Business models (BM) have become increasingly important and versatile abstract tools to describe businesses on both, a strategic, as well as operational level (Wirtz et al. 2015). These BMs are used to understand what a business does to remain competitive, strategically (Johnson et al. 2008). Existing research (Johnson et al. 2008; Wirtz et al. 2015) identified the importance of BMs for the success of businesses. Also, practice revealed that financially successful companies ascertain twice the level of importance than less successful companies (IBM, 2007). A BM is a conceptual and structural implementation of a business strategy and the foundation of business processes (Osterwalder and Pigneur, 2002).
BMs include a strategy, input factors, processes, with an underlying financial model to ensure the profitability. In recent years BMs have become synonymous with entire companies. Literature shows a heterogeneous abstraction of BMs, sometimes referring to BMs as business unit or products (Wirtz et al. 2015). Service systems literature shows similar structures, with service systems referring to exchanges on an individual level, among business units or entire ecosystems (Chandler and Lusch 2015). We propose that a service systems perspective can systematically model businesses and capture its inherent complexities (Peters et al. 2015). The service business model (SBM) includes (1) the value proposition, which is the firm’s offering to the customer; (2) the value creation and delivery mechanisms, reflecting the value chain; (3) value capture and analysis of the BM and its constituent elements to understand how the firm generates profit. Our model, thus, captures the holistic characteristic of BM, while retaining the detailed information on how the business is constructed.
Businesses are confronted with a complex, digitalized world, in which important service innovations are continuously emerging, which need to be designed and linked to the BM of a company, thus addressing the strategy to execution gap (Kaplan and Norton 2009). Typical BM tools, such as the business model canvas (Osterwalder et al. 2005), only provide a descriptive framework for structuring businesses, missing the interrelations of its BM elements. This is important for operational decision makers, who implement new service innovations. In sum, without a SBM that relates the high level strategic information to the detailed operations perspective, BMs only reflect half the picture.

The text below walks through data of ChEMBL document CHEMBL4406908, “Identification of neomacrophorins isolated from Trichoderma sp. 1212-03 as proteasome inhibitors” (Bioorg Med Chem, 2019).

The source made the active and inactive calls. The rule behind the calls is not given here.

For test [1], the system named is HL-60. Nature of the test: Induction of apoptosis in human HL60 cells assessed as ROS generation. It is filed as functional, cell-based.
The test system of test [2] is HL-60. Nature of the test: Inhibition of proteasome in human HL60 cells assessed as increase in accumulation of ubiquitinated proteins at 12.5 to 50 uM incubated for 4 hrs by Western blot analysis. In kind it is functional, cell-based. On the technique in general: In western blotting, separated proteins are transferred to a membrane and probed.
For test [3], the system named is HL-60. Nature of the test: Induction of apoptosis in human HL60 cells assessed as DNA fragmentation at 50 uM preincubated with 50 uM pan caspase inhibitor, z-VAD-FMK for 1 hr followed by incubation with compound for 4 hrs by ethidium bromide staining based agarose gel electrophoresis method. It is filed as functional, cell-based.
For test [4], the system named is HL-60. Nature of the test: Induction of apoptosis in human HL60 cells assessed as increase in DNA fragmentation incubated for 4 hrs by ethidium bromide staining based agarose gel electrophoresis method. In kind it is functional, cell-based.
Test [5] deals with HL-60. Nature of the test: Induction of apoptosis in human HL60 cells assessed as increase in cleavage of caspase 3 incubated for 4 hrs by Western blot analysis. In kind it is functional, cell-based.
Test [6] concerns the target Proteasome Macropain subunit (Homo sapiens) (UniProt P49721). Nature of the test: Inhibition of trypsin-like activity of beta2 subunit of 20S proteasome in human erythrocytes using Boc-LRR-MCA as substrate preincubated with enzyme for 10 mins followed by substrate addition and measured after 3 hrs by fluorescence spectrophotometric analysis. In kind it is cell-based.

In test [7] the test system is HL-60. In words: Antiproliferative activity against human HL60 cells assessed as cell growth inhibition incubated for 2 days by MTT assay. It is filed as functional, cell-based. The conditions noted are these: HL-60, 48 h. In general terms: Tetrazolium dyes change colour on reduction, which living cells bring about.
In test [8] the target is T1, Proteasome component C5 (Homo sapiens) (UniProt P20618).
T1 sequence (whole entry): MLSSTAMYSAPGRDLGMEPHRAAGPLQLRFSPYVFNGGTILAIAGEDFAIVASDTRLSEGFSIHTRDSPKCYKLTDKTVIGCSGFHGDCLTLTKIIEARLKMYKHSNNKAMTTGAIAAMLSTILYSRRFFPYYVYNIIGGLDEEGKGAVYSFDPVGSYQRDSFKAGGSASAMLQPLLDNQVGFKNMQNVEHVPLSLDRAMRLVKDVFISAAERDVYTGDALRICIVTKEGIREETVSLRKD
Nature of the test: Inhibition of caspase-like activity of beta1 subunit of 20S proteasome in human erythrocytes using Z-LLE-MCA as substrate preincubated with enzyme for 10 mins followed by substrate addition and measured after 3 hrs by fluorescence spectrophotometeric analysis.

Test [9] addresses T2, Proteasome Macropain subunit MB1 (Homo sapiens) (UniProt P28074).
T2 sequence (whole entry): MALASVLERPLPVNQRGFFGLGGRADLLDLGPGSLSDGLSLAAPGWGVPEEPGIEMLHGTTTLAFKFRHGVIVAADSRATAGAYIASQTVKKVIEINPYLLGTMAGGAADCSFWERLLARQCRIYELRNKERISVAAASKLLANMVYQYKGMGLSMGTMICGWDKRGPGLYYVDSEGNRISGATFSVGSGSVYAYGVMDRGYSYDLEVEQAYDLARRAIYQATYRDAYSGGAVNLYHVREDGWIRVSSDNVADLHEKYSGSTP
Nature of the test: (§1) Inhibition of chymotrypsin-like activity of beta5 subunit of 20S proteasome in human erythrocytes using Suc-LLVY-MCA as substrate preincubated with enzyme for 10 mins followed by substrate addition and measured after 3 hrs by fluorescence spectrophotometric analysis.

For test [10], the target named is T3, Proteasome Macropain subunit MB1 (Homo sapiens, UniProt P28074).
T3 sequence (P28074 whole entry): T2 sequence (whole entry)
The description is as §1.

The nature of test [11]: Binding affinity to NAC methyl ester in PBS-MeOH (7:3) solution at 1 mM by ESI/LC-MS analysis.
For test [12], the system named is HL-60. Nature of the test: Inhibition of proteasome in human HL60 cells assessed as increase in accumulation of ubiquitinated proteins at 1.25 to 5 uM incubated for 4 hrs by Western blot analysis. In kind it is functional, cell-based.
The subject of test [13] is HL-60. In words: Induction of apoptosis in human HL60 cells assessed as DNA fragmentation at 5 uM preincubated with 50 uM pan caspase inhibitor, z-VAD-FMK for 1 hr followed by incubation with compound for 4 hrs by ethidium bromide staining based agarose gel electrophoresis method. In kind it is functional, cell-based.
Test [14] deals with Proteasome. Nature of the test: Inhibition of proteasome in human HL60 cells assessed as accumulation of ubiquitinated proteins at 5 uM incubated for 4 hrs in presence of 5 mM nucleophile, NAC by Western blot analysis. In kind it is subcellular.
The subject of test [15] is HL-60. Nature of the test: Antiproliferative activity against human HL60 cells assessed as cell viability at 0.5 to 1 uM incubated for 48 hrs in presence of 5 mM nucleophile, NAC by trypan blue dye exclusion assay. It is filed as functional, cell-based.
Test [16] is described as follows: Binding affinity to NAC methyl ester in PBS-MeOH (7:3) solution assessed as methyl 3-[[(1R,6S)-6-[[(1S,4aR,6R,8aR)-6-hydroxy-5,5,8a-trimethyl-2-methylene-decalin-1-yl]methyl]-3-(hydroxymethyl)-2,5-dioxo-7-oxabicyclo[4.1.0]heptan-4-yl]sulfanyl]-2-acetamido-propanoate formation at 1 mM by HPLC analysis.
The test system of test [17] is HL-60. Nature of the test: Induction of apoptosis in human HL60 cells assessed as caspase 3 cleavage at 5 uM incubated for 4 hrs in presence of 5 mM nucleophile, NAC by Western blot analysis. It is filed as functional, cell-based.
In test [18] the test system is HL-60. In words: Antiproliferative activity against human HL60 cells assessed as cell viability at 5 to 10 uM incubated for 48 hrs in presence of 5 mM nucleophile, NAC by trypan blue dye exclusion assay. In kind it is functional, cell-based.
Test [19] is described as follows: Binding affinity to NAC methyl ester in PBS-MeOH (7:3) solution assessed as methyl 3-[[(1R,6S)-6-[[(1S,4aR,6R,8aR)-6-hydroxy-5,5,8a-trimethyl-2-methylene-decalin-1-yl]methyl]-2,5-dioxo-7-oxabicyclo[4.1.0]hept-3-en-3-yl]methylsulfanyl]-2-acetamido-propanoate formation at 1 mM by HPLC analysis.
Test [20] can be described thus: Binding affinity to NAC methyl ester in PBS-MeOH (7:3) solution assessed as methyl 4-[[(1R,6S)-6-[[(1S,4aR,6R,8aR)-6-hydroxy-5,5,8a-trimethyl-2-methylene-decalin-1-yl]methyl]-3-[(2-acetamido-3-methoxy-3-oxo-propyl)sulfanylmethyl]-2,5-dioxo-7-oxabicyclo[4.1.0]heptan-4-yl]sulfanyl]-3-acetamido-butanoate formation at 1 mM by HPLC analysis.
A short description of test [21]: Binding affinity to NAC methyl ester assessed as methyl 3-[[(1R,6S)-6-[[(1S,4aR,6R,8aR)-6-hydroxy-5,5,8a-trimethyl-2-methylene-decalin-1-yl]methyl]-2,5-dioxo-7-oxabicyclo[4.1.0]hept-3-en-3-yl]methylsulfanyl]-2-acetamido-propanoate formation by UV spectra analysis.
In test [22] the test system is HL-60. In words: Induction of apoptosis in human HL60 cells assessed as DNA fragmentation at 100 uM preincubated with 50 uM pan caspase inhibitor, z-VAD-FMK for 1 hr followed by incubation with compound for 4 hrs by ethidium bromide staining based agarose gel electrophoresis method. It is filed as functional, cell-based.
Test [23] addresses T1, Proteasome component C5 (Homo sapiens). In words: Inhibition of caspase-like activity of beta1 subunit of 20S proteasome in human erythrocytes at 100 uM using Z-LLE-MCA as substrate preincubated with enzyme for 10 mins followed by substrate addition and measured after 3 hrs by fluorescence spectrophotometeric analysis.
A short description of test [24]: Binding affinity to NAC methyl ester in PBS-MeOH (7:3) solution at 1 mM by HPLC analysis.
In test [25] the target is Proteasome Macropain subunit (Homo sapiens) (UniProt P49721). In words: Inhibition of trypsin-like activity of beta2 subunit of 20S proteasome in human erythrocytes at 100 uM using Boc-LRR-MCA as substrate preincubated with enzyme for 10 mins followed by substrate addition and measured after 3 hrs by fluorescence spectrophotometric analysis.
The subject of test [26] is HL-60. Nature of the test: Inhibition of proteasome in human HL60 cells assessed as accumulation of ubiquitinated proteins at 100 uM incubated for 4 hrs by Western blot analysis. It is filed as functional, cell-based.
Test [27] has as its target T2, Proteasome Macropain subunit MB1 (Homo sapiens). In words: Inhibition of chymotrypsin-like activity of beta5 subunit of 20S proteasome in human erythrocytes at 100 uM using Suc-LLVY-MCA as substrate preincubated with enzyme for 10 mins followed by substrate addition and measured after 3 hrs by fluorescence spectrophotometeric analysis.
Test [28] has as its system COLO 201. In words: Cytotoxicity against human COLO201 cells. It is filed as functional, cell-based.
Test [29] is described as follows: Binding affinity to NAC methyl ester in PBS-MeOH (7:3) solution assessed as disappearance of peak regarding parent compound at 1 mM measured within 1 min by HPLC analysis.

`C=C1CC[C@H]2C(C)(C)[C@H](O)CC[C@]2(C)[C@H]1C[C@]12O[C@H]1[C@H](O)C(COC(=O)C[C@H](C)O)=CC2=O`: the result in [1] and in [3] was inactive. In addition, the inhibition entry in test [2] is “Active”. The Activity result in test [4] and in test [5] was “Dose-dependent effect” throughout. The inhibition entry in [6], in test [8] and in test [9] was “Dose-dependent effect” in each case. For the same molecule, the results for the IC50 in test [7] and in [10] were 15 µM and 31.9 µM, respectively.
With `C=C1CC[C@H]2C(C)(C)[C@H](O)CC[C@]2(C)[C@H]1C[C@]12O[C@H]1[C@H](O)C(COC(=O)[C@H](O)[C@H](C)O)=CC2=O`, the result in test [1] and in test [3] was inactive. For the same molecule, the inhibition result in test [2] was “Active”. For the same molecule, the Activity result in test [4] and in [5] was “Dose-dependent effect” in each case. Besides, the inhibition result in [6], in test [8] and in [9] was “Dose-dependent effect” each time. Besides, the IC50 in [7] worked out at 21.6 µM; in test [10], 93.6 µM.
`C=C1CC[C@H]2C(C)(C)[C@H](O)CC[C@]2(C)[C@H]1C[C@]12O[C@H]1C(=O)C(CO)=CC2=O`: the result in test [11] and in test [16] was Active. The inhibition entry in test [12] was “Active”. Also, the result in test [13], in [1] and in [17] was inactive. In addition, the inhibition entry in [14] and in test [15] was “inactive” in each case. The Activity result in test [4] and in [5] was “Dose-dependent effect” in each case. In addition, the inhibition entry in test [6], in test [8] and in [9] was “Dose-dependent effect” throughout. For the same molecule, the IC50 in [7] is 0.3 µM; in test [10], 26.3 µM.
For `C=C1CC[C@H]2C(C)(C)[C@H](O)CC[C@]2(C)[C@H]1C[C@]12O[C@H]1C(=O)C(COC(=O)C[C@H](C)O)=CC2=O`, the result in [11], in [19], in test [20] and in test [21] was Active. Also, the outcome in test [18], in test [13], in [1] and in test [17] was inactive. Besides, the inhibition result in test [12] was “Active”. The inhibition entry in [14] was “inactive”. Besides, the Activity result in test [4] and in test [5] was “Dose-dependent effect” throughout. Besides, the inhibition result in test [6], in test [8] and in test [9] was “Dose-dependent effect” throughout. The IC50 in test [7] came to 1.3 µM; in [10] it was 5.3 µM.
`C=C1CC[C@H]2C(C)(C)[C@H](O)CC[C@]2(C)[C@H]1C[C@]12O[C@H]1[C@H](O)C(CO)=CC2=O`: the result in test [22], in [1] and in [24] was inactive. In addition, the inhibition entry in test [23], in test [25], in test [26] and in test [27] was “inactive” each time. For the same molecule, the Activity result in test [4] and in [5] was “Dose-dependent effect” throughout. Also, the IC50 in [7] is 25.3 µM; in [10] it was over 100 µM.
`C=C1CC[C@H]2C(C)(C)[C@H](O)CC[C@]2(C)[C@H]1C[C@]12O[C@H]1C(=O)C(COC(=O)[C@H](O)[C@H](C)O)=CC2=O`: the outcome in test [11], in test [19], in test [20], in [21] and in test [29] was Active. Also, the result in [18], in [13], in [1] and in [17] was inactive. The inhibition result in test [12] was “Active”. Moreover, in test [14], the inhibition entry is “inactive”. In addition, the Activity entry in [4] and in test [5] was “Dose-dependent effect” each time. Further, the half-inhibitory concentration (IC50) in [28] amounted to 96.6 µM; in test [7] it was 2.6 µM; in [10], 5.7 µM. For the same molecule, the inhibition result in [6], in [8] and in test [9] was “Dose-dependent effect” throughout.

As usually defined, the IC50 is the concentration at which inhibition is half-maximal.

Hence, we develop a hypergraph theory-based underlying model for businesses to understand how the business works both from a strategic perspective, as well as from a detailed operational perspective. Our SBM makes value creation visible, relying on a systems perspective linking multi-dimensional input factors with set of activities and actors and thus capturing value proposition, value creation and delivery and value capture mechanisms (Li & Peters 2018). Attached table shows an overview of our SBM, which relies on a formally model (Li et al. 2018). It represents a base structure of businesses and can be used for operational purposes too (e.g.: scheduling, planning and cost analyses) and thus enables a high level strategic perspective to be integrated into the operational perspective, bridging the gap between strategy and execution for successful businesses.